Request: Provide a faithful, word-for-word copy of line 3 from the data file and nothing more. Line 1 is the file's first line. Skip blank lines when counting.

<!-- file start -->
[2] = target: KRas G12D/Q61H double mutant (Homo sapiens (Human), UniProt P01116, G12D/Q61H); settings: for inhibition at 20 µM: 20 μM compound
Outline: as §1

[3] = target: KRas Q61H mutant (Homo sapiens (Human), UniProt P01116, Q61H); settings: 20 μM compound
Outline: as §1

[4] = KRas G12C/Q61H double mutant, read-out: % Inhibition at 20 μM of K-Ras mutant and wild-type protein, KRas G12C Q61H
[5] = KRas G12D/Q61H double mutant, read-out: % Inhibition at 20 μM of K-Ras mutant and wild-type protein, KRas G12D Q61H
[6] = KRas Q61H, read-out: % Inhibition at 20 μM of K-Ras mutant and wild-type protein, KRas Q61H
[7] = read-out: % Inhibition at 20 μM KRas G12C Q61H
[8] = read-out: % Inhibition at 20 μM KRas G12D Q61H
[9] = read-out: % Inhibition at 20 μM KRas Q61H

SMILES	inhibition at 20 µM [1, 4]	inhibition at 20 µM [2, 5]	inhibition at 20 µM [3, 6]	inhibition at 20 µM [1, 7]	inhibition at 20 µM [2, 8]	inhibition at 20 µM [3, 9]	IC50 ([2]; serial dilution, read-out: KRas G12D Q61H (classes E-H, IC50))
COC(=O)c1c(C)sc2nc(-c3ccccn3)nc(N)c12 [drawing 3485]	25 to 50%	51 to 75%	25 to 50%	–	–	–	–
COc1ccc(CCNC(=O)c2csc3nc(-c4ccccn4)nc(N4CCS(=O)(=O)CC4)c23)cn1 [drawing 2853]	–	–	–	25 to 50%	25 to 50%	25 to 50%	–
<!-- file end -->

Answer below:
[3] = target: KRas Q61H mutant (Homo sapiens (Human), UniProt P01116, Q61H); settings: 20 μM compound